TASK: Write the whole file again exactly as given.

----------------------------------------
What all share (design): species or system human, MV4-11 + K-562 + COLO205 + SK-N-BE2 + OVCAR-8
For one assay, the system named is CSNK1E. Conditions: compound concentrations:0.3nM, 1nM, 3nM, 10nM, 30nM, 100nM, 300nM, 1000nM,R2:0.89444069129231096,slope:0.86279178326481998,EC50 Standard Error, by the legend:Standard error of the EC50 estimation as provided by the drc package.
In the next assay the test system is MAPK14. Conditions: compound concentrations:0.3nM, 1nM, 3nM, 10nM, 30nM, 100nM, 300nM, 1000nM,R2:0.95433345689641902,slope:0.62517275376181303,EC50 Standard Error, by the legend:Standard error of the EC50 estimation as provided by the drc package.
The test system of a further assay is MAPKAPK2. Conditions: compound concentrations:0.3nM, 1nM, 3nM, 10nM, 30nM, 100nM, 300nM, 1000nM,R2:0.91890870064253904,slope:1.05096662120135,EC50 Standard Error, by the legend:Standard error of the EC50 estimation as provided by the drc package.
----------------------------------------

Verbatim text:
What all share (design): species or system human, MV4-11 + K-562 + COLO205 + SK-N-BE2 + OVCAR-8
For one assay, the system named is CSNK1E. Conditions: compound concentrations:0.3nM, 1nM, 3nM, 10nM, 30nM, 100nM, 300nM, 1000nM,R2:0.89444069129231096,slope:0.86279178326481998,EC50 Standard Error, by the legend:Standard error of the EC50 estimation as provided by the drc package.
In the next assay the test system is MAPK14. Conditions: compound concentrations:0.3nM, 1nM, 3nM, 10nM, 30nM, 100nM, 300nM, 1000nM,R2:0.95433345689641902,slope:0.62517275376181303,EC50 Standard Error, by the legend:Standard error of the EC50 estimation as provided by the drc package.
The test system of a further assay is MAPKAPK2. Conditions: compound concentrations:0.3nM, 1nM, 3nM, 10nM, 30nM, 100nM, 300nM, 1000nM,R2:0.91890870064253904,slope:1.05096662120135,EC50 Standard Error, by the legend:Standard error of the EC50 estimation as provided by the drc package.